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Sponsored by: The Rainforest Site

Compound 1080 is so dangerous, the FBI considers it "most likely to be used by terrorists or for malicious intent [1]." 

It's one of the world's most deadly poisons, but the U.S. government still allows its use as a pest deterrent. The toxic substance in Compound 1080, Sodium fluoroacetate, is found in certain plants in Australia, South Africa and Brazil [2]. A small amount is all it takes to induce vomiting, convulsions, and possibly even cardiac arrest in humans, and is more than often lethal to smaller animals. 

Small dosages of sodium fluoroacetate have been integrated into the collars of livestock, which are then punctured when coyotes or other predators attack, killing both the coyote and the livestock [3]. And when badgers, bears, bobcats, birds or other species come across the carcass, the results can be tragic. 

Protected species are anything but when it comes to the indiscriminate killing of Compound 1080. Wolves, California condors, grizzly bears, and even bald and golden eagles have all been inadvertently killed by similar chemical-based pest deterrent methods [4], and in colder weather, the poison degrades slowly, and has the potential to leach into water systems.

President Richard M. Nixon banned the use of Compound 1080 and other poisons in 1972, but the EPA granted usage of the poison in livestock protection collars in 1985. Today, the U.S. Department of Agriculture, Animal and Plant Health Inspection Service, and Wildlife Services departments regulate the usage of sodium fluoroacetate.

While it's made in a small plant in the United States, the deadly reach of Compound 1080 is broad and indiscriminate. Along with sodium cyanide- filled M-44 devices, Compound 1080 contributes to the deaths of 37 animals a day [5], both those labeled "pests" and non-target animals.

Compound 1080 is a deadly and dangerous poison, and shouldn't be used in the United States. Sign to tell the U.S. Environmental Protection Agency and the U.S. Fish and Wildlife Service to ban Compound 1080 and protect animals everywhere!

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To the US Environmental Protection Agency and the U.S. Fish and Wildlife Service,

Continued use of Compound 1080 within the United States is tantamount to biological terrorism.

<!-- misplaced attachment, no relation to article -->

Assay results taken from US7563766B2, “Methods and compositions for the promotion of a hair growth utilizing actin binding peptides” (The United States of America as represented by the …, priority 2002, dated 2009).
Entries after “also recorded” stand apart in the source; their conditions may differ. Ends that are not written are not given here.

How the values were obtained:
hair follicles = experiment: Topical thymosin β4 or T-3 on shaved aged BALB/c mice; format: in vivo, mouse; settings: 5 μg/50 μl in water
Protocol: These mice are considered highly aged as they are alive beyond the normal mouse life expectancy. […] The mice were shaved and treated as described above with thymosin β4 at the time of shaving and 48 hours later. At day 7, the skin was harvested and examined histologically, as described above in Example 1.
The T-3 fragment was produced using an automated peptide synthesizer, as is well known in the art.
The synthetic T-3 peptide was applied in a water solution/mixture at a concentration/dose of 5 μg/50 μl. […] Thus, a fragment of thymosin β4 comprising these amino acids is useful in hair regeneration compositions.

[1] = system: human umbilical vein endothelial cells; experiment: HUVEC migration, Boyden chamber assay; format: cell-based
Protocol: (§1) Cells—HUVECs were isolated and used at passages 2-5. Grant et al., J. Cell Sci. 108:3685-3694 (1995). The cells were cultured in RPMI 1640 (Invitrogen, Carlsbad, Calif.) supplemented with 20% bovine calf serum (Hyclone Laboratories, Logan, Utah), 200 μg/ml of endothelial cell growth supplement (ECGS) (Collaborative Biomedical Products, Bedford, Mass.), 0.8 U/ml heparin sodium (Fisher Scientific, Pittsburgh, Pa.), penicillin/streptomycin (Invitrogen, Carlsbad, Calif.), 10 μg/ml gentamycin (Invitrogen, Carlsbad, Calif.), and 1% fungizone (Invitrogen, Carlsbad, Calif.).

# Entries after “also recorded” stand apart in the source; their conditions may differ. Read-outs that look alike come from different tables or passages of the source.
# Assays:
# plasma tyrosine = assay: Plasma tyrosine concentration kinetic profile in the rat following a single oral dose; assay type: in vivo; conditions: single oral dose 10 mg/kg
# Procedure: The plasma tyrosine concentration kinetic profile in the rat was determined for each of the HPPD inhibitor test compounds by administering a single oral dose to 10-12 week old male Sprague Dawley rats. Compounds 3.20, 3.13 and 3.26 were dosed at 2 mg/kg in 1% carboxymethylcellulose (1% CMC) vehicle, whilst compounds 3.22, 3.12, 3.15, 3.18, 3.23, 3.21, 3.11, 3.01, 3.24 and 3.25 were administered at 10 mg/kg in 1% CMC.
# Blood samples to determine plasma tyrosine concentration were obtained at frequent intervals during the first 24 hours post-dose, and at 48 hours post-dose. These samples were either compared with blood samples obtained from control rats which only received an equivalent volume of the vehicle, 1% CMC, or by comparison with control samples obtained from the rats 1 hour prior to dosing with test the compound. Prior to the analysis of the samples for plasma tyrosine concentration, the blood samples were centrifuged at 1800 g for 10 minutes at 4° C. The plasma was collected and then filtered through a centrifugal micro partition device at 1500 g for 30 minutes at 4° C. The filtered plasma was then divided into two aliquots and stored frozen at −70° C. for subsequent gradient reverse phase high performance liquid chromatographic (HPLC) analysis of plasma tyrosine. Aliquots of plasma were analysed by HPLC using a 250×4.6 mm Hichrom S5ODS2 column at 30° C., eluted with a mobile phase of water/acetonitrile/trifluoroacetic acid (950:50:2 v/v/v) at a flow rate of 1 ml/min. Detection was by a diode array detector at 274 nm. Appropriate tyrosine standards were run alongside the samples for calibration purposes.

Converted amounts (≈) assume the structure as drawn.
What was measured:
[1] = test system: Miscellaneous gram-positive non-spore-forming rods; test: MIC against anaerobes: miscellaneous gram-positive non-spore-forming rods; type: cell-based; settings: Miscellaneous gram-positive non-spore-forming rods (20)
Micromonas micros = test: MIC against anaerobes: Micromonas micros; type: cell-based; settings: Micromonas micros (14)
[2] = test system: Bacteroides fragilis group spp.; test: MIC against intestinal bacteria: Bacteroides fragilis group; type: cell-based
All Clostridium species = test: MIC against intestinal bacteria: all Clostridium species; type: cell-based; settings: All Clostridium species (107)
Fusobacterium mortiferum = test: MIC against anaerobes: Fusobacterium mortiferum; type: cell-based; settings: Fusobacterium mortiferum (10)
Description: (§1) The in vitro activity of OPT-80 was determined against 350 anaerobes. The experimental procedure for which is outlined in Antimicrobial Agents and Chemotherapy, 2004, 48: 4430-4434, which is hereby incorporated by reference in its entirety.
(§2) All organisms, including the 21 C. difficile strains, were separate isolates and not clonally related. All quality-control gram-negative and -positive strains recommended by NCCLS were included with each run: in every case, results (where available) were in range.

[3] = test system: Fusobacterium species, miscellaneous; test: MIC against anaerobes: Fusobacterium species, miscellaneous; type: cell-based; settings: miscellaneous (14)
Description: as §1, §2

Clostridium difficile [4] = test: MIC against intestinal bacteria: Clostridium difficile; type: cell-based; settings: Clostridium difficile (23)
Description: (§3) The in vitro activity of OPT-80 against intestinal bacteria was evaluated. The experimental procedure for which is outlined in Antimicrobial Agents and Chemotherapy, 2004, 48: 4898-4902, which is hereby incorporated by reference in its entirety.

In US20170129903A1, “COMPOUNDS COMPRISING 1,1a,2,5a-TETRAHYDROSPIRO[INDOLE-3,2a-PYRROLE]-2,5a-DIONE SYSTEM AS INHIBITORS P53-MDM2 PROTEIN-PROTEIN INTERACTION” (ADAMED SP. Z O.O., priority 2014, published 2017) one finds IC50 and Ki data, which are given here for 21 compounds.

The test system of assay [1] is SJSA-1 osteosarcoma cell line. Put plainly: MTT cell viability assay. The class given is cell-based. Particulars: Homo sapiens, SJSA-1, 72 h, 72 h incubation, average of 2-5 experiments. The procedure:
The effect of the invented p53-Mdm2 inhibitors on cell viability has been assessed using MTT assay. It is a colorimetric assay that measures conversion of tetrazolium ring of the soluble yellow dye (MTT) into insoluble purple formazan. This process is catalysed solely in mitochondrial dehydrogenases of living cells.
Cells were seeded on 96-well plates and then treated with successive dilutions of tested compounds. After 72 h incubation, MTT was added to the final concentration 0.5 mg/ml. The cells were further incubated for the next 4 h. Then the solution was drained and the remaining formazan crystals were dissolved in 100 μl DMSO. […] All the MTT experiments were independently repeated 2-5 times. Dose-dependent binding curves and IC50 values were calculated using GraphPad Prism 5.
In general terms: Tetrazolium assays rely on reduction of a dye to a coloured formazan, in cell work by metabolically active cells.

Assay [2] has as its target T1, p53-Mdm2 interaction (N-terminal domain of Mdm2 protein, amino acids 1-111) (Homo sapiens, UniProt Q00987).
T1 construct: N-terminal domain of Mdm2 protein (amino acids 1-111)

The substance is so dangerous, the FBI considers it "most likely to be used by terrorists or for malicious intent," yet it is still employed as a pest deterrent. When predators do attack livestock outfitted with special protection collars imbued with Compound 1080, the result is often the gruesome death of both animals, as well as those that may happen upon the carcasses later.

Protected species, like wolves, bears, and even eagles have all been inadvertently killed by Compound 1080 and similar chemical-based pest deterrent methods, and in colder weather, the poison has the potential to leach into water systems, wreaking massive damage on the environment.

Compound 1080 contributes to the deaths of 37 animals a day, both those labeled "pests" and non-target animals.

This indiscriminate killing needs to stop. I urge you to ban the use of Compound 1080 immediately, and prevent further tragedy.

Sincerely,

Petition Signatures


Jul 18, 2018 nathalie van manen
Jul 15, 2018 Marlisa James
Jul 13, 2018 felipe guillen
Jul 13, 2018 Donna Salisbury
Jul 12, 2018 irina antoshkina
Jul 12, 2018 Lianne Horrocks
Jul 8, 2018 Victor/Carol Ignaczak
Jul 6, 2018 Lawrence Toush
Jul 5, 2018 Etelvina Serrano
Jul 1, 2018 Dorothy Walker
Jun 30, 2018 Andrea Vos
Jun 30, 2018 Kimberly Worman
Jun 29, 2018 Nathan Kirby
Jun 29, 2018 Nancy Wein
Jun 29, 2018 graciela rodriguez-sero
Jun 29, 2018 David Parker
Jun 29, 2018 KIM HALL
Jun 29, 2018 John Dalla
Jun 29, 2018 ANGELIQUE MCCLEAN
Jun 26, 2018 Jacklyn Yancy
Jun 24, 2018 Marc Ochs
Jun 22, 2018 Fred Fall
Jun 21, 2018 Muriel BOU
Jun 17, 2018 Joy B Lawrence
Jun 14, 2018 Rick Hodorowich
Jun 10, 2018 Robert & Virginia Ilardi
Jun 8, 2018 Ana Chen
Jun 8, 2018 mona boggio
Jun 8, 2018 Shannon Leitner
Jun 8, 2018 Karen Statkiewicz
Jun 7, 2018 Julie Bynum
Jun 7, 2018 Susan Diller
May 30, 2018 Harriet Shalat
May 29, 2018 Madeleine Norris
May 29, 2018 Sally Wynn
May 29, 2018 marie blanche brabant
May 28, 2018 Leisa Baumann
May 25, 2018 (Name not displayed)
May 24, 2018 Geraldo Majela Elias de Abreu Pereira
May 23, 2018 Linda Scott
May 23, 2018 Barb Breese
May 22, 2018 KATHLEEN TENNYSON
May 22, 2018 Charmaine McCarroll
May 22, 2018 Lauren Madican
May 21, 2018 Starr Christ
May 21, 2018 CAROL BECK
May 21, 2018 Kathleen Shabi
May 21, 2018 Natalie Gray
May 21, 2018 keely mcleod
May 21, 2018 Melissa Masters

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